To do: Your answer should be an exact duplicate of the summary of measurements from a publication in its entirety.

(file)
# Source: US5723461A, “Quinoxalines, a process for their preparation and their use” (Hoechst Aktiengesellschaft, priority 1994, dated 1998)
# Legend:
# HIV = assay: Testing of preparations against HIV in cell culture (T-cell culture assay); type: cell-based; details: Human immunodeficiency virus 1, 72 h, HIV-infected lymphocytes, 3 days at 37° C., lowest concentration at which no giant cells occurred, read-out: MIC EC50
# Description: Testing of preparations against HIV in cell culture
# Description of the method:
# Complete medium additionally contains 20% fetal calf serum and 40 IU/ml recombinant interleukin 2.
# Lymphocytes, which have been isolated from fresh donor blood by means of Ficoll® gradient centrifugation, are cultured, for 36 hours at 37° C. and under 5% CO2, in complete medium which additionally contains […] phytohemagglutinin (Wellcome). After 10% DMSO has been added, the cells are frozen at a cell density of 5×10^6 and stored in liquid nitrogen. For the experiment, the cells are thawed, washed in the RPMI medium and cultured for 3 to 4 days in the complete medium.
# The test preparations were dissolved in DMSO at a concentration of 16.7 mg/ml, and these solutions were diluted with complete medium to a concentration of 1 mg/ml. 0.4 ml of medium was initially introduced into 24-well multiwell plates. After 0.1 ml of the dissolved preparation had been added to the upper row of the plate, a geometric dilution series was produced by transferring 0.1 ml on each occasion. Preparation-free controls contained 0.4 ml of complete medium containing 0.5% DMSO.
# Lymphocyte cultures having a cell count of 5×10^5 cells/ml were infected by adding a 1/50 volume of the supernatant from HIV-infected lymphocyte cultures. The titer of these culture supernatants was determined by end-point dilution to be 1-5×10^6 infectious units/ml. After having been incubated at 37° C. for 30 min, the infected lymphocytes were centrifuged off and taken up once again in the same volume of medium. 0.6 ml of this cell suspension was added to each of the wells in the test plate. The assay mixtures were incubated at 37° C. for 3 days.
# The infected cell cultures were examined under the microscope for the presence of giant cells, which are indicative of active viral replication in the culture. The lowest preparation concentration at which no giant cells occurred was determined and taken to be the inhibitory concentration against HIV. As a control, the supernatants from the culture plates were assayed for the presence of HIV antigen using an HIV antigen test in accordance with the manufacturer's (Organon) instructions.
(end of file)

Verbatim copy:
# Source: US5723461A, “Quinoxalines, a process for their preparation and their use” (Hoechst Aktiengesellschaft, priority 1994, dated 1998)
# Legend:
# HIV = assay: Testing of preparations against HIV in cell culture (T-cell culture assay); type: cell-based; details: Human immunodeficiency virus 1, 72 h, HIV-infected lymphocytes, 3 days at 37° C., lowest concentration at which no giant cells occurred, read-out: MIC EC50
# Description: Testing of preparations against HIV in cell culture
# Description of the method:
# Complete medium additionally contains 20% fetal calf serum and 40 IU/ml recombinant interleukin 2.
# Lymphocytes, which have been isolated from fresh donor blood by means of Ficoll® gradient centrifugation, are cultured, for 36 hours at 37° C. and under 5% CO2, in complete medium which additionally contains […] phytohemagglutinin (Wellcome). After 10% DMSO has been added, the cells are frozen at a cell density of 5×10^6 and stored in liquid nitrogen. For the experiment, the cells are thawed, washed in the RPMI medium and cultured for 3 to 4 days in the complete medium.
# The test preparations were dissolved in DMSO at a concentration of 16.7 mg/ml, and these solutions were diluted with complete medium to a concentration of 1 mg/ml. 0.4 ml of medium was initially introduced into 24-well multiwell plates. After 0.1 ml of the dissolved preparation had been added to the upper row of the plate, a geometric dilution series was produced by transferring 0.1 ml on each occasion. Preparation-free controls contained 0.4 ml of complete medium containing 0.5% DMSO.
# Lymphocyte cultures having a cell count of 5×10^5 cells/ml were infected by adding a 1/50 volume of the supernatant from HIV-infected lymphocyte cultures. The titer of these culture supernatants was determined by end-point dilution to be 1-5×10^6 infectious units/ml. After having been incubated at 37° C. for 30 min, the infected lymphocytes were centrifuged off and taken up once again in the same volume of medium. 0.6 ml of this cell suspension was added to each of the wells in the test plate. The assay mixtures were incubated at 37° C. for 3 days.
# The infected cell cultures were examined under the microscope for the presence of giant cells, which are indicative of active viral replication in the culture. The lowest preparation concentration at which no giant cells occurred was determined and taken to be the inhibitory concentration against HIV. As a control, the supernatants from the culture plates were assayed for the presence of HIV antigen using an HIV antigen test in accordance with the manufacturer's (Organon) instructions.